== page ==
One reason Allen's films receive such mixed critical reaction is just this presumption of his. A common complaint about Everything You Always Wanted to Know About Sex is that its genre parodies are inept, as if Allen were seriously interested in making really good genre parodies--as if he were seriously interested in making really good anything. Allen gets a lot of mileage out of being really uneven. He is expert at milking laughs from his own unfunniness, a trick which reaches its absurd culmination in the opening scene of Sex, where Woody plays a court jester who not only can't get off a good one-liner, but can't even come up with a good no-laugh line.("Not funny!" the king bellows. "Not funny!") This strikes some critics as cheap and lazy, but it makes me laugh. I agree with the writer who suggests that the slipshod feel of Allen's films is crucial to their funniness, a term I choose because it is so much less hifalutin than humor. No deep meanings or aesthetic ambitions are at stake--nothing but a night at the movies. Allen's penchant for left-field wackiness--the example that made me sit up and laugh four hours later occurs in Take the Money and Run, when Allen participates in a prison experiment that backfires by turning him temporarily into a rabbi--is another aspect of this (perhaps calculated) slipshodness. He wants to create no expectations.

Because Allen's humor is verbal, the Marx Brothers are a fairer comparison than any of the silent panjandrums, and I think Allen is in their class. That's a lot of yocks--I count at least a dozen big ones, plus many titters. There are flat stretches and more than one ending is flat or perfunctory, but the laughs do keep coming, at least for me, and I wonder how anyone can disagree. It's possible, I suppose, that Allen's character is too New York Jewish to have the wide appeal of the great comic creations, but since most critics are fairly New York Jewish themselves, maybe it's just the opposite--they perceive themselves and they don't like it. They probably don't think sex is funny, either.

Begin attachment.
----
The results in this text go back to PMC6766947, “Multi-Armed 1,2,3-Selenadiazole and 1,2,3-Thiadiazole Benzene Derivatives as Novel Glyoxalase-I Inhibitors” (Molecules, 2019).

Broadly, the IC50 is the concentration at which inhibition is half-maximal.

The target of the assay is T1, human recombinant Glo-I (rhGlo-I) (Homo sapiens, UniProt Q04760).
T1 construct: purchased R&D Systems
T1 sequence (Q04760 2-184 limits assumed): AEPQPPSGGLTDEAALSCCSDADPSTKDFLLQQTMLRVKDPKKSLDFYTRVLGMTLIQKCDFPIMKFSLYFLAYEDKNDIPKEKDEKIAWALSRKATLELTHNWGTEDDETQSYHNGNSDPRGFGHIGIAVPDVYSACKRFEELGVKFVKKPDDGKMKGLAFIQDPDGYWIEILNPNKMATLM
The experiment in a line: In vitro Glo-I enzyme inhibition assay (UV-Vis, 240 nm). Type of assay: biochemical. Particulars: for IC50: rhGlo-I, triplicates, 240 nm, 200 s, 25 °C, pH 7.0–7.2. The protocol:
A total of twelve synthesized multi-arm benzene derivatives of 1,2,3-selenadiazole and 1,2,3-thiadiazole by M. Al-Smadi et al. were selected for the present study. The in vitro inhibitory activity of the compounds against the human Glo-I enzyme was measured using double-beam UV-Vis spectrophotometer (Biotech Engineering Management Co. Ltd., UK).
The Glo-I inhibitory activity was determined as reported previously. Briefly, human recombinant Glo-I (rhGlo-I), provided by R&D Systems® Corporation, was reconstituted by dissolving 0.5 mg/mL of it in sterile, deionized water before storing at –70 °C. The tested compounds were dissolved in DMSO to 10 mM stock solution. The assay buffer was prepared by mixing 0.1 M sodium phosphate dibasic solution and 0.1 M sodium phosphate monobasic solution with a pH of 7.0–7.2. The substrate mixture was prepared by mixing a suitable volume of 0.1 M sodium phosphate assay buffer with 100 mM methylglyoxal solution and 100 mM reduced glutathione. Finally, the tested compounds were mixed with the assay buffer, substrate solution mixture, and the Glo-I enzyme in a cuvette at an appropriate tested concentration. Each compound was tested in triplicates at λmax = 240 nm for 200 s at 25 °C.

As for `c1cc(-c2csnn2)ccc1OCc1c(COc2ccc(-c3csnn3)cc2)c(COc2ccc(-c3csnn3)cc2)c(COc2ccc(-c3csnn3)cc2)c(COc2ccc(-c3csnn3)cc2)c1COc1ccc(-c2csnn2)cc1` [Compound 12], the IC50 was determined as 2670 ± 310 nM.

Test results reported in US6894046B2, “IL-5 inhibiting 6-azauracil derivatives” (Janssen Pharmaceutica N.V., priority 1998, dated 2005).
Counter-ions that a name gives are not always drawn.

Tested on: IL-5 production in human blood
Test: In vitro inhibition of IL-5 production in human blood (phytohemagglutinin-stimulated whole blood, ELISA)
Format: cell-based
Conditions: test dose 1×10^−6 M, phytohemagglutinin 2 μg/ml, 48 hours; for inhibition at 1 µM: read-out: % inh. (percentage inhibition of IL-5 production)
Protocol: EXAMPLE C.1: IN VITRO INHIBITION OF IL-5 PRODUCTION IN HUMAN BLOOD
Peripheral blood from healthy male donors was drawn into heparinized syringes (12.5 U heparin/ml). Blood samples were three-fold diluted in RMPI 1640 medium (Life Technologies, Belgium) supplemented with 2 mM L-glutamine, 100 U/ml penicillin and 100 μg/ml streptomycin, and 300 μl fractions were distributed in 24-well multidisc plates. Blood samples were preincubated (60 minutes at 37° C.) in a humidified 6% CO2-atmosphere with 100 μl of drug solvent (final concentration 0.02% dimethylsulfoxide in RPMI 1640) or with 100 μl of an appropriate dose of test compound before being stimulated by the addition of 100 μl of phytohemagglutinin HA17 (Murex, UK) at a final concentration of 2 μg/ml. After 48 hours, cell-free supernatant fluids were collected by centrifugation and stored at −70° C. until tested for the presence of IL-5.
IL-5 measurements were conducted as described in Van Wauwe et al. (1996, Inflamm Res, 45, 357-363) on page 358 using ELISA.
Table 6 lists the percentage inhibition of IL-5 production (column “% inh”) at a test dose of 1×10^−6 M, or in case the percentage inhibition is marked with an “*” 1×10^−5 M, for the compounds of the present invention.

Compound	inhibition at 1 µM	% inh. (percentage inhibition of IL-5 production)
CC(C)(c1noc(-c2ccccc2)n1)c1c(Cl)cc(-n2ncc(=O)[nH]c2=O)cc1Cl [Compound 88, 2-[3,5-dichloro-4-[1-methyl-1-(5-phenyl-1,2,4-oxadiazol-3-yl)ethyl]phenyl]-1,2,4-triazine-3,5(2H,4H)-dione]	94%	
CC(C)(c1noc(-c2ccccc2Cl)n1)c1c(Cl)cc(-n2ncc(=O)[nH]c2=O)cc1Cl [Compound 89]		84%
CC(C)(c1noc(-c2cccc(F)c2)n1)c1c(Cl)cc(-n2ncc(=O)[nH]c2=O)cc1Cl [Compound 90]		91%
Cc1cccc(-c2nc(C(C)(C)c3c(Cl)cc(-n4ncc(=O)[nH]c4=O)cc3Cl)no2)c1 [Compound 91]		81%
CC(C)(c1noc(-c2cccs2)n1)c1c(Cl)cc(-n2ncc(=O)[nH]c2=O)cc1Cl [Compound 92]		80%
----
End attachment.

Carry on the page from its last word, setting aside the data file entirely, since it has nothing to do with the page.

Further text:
Allen does, of course, although not in that hearty Rabelaisian way. Still, I suspect he understands it better than he is usually given credit for--my evidence being Play It Again Sam--and find it very easy to integrate his vision of intense insecurity into my own more robust, ahem, view of things. And in just the scenes that a few critics have even called embarrassing, there is the hint of something much deeper. Lou Jacobi prancing around in the foundation garments of a stuffy in-law, or Gene Wilder falling recklessly in love with an Armenian sheep may get Transvestites and Sodomists Liberation on his ass, but they succeed remarkably well on their own terms. This is at least partly due to some superb acting, but it's partly Allen's conception. Who but a low-stakes comedian could make wearing women's clothes or fucking a sheep seem positively sympathetic to audiences in shopping centers all over America? It's enough to make you believe that anything that starts with a lot of laughs ends up doing somebody somewhere a lot of good.

Fusion, December, 1972